This is the picture. Of a young black boy hugging a police officer. A news article said the following:
Devonte Hart (the little boy) stood on the outskirts of the Portland rally, about 10 feet away from Barnum (the police officer). He was trembling, his mom said. Tears were rolling down his cheeks.
"Devonte was struggling. He wouldn't speak. He was inconsolable," his mother Jennifer, a white lady who adopted him wrote. "My son has a heart of gold, compassion beyond anything I've ever experienced, yet struggles with living fearlessly when it comes to the police... He wonders if someday when he no longer wears a 'Free Hugs' sign around his neck, when he's a full-grown black male, if his life will be in danger for simply being."
Barnum told The AP he noticed the boy and wondered what was wrong. So he motioned for him to come up to his motorcycle.
The officer asked for his name and shook his hand. He also asked Devonte where he went to school (he is homeschooled), what he did this summer (he traveled around the U.S. with his family), and what he likes to do (art). The tears stopped.
Barnum has two teenage sons and has worked for Portland's police force for 21 years. While continuing to talk to Devonte, he looked at the "Free Hugs" sign on the ground and asked if he might get a hug as well.
Devonte put his arms around the officer.
"Knowing how he struggled with police, his bravery and courage to catch my eye and approach me were impressive," Barnum said. "And it's a blessing for me that I didn't miss an opportunity to impact this child."
Hart said the moment was about "listening to each other, facing fears with an open heart."
The tears streaming down that young boys eyes are real, they are tears streaming from a very real place, just like his mom said - he wonders if, just because he is black if one day he too will be killed. I don't want to comment on Ferguson, I want to comment on the reality of what the enemy has done to our world through division, disunity and racism. South Africa knows the deep scar of racism, so does America and so many other nations and countries. It breaks my heart to think that people can hate each other because of a colour, when we all share the sparkling reality that God created us all. It is not only racism that divides us but our perspectives and prejudices. A few weeks ago I watched a video where a big happy teddy bear was standing in the middle of a town square. The bear had a sign around his neck saying "Free Hugs." Loads of people, old and young came streaming to the bear and giving happy hugs! People were all smiles, they were open and loving, vulnerable and open. At the end of the video, the bear took off its suit and inside the suit was a young autistic boy. A boy who never gets hugs because of peoples prejudice against him, the video says the only way he could get a hug was by disguising himself so that the world could not see him.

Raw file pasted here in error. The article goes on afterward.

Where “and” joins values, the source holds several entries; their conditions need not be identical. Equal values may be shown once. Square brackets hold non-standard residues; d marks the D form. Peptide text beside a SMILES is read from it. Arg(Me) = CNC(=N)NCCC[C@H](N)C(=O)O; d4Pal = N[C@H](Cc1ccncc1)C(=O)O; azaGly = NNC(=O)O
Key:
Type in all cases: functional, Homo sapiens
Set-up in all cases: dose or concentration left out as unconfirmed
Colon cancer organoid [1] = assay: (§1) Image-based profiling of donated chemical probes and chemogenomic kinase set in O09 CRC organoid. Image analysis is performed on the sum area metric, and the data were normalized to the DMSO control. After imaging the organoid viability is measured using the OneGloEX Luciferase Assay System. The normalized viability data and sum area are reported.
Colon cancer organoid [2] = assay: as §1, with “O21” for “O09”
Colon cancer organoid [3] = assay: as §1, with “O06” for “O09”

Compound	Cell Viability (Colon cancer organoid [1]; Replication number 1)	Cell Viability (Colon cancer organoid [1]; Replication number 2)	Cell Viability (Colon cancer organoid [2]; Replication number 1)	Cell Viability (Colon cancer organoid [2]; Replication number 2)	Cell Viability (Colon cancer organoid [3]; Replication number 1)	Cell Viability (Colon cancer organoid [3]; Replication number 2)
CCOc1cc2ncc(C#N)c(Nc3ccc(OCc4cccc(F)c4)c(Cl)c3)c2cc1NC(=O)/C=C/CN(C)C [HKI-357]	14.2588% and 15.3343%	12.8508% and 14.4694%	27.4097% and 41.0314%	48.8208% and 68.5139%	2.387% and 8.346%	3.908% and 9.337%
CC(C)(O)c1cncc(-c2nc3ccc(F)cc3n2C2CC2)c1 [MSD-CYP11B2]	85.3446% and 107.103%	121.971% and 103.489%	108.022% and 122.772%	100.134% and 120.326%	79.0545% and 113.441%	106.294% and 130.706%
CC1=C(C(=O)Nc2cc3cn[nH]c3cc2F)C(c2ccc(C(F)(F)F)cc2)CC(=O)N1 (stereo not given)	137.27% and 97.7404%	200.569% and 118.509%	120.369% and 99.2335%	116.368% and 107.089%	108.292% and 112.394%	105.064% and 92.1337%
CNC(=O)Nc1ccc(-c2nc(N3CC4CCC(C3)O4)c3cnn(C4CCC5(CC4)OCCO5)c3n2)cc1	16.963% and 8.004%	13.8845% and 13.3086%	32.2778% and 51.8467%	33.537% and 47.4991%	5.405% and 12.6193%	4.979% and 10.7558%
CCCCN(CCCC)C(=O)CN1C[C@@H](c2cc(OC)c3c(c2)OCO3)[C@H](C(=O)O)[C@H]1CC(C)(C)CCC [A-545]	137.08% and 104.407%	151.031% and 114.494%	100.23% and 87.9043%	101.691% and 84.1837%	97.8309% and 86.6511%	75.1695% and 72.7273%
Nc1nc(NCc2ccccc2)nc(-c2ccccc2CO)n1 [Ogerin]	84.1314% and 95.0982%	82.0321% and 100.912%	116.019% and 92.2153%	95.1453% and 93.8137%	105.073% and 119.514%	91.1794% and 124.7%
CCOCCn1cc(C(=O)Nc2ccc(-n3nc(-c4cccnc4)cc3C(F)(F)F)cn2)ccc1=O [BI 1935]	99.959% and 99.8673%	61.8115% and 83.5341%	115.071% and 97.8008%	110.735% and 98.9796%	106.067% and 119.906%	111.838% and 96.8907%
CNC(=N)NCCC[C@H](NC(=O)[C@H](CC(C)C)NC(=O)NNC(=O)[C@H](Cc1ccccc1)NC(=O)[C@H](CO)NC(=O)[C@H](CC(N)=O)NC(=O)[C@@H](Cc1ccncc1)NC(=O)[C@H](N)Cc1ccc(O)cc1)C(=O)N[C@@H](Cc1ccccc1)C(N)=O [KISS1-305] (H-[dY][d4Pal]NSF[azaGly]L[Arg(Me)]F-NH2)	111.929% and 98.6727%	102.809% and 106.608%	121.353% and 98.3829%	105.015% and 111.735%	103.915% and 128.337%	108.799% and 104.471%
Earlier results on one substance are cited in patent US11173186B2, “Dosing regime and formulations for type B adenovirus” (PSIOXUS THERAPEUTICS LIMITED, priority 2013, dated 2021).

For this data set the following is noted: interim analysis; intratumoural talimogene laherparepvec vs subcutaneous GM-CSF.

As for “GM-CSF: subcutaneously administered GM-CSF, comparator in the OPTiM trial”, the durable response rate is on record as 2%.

My heart breaks when I realise that this is how the world is and yet our Messiah, He went to where others did not want to go. He went on to a deserted street to encounter a lonely leper, he pulled a bleeding woman in close and called her daughter, he went over to the Samaritan women who was even by her own peoples standards, immoral. By the Jewish standard, she was despised and by the worlds standards (and the disciples) she was a woman - which meant she was less. Yet, that was where you would always find Yeshua, by those whom the world considered less. By those who had to draw water at 12 midday, not the usual time for a woman to be drawing water, but a woman who had to go draw water when others weren't around. Yeshua had such a deep love for the broken and the crushed, the hurting and especially the people whom others shunned.
This image in ferguson captures something that deeply stirs our hearts. The desire for us to see one another as people, to love one another as the other and to touch one another heart to heart.
I think of Paul's written adage, to greet one another with a holy kiss. I believe it is not so much the kiss that matters, but the ability to greet one another by seeing one another. By truly showing that we accept our fellow brother or sister, that our glasses are put aside and our desire to see someone else is what matters. Imagine how much better our congregations, our marriages, our relationships and essentially our nations would be if we could do that....